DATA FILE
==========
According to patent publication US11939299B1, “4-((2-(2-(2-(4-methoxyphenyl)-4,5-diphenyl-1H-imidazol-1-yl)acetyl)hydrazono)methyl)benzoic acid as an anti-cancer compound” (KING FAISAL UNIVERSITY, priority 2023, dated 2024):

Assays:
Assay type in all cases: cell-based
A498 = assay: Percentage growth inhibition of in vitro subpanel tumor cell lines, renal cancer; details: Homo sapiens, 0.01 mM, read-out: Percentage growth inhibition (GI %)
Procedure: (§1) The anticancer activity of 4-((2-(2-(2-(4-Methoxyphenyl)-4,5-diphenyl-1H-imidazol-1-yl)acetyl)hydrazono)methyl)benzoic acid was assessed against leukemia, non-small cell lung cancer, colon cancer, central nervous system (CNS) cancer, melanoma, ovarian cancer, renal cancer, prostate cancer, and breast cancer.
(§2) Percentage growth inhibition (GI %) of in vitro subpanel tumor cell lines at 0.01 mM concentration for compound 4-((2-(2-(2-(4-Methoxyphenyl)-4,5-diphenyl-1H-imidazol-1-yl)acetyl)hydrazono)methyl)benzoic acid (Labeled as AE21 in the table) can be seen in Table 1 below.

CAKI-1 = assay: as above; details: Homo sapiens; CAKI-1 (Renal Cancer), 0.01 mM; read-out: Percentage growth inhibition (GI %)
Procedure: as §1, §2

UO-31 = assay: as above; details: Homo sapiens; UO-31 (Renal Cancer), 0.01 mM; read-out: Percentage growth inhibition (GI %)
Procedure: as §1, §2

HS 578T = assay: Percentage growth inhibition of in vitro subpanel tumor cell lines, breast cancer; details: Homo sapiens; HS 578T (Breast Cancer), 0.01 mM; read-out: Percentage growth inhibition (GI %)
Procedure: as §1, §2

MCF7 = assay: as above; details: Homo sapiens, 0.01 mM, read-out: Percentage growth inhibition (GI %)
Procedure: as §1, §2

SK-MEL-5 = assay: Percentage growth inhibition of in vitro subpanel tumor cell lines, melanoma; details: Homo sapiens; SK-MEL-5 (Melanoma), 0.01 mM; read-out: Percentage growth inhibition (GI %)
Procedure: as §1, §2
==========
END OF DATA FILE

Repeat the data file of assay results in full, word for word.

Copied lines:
According to patent publication US11939299B1, “4-((2-(2-(2-(4-methoxyphenyl)-4,5-diphenyl-1H-imidazol-1-yl)acetyl)hydrazono)methyl)benzoic acid as an anti-cancer compound” (KING FAISAL UNIVERSITY, priority 2023, dated 2024):

Assays:
Assay type in all cases: cell-based
A498 = assay: Percentage growth inhibition of in vitro subpanel tumor cell lines, renal cancer; details: Homo sapiens, 0.01 mM, read-out: Percentage growth inhibition (GI %)
Procedure: (§1) The anticancer activity of 4-((2-(2-(2-(4-Methoxyphenyl)-4,5-diphenyl-1H-imidazol-1-yl)acetyl)hydrazono)methyl)benzoic acid was assessed against leukemia, non-small cell lung cancer, colon cancer, central nervous system (CNS) cancer, melanoma, ovarian cancer, renal cancer, prostate cancer, and breast cancer.
(§2) Percentage growth inhibition (GI %) of in vitro subpanel tumor cell lines at 0.01 mM concentration for compound 4-((2-(2-(2-(4-Methoxyphenyl)-4,5-diphenyl-1H-imidazol-1-yl)acetyl)hydrazono)methyl)benzoic acid (Labeled as AE21 in the table) can be seen in Table 1 below.

CAKI-1 = assay: as above; details: Homo sapiens; CAKI-1 (Renal Cancer), 0.01 mM; read-out: Percentage growth inhibition (GI %)
Procedure: as §1, §2

UO-31 = assay: as above; details: Homo sapiens; UO-31 (Renal Cancer), 0.01 mM; read-out: Percentage growth inhibition (GI %)
Procedure: as §1, §2

HS 578T = assay: Percentage growth inhibition of in vitro subpanel tumor cell lines, breast cancer; details: Homo sapiens; HS 578T (Breast Cancer), 0.01 mM; read-out: Percentage growth inhibition (GI %)
Procedure: as §1, §2

MCF7 = assay: as above; details: Homo sapiens, 0.01 mM, read-out: Percentage growth inhibition (GI %)
Procedure: as §1, §2

SK-MEL-5 = assay: Percentage growth inhibition of in vitro subpanel tumor cell lines, melanoma; details: Homo sapiens; SK-MEL-5 (Melanoma), 0.01 mM; read-out: Percentage growth inhibition (GI %)
Procedure: as §1, §2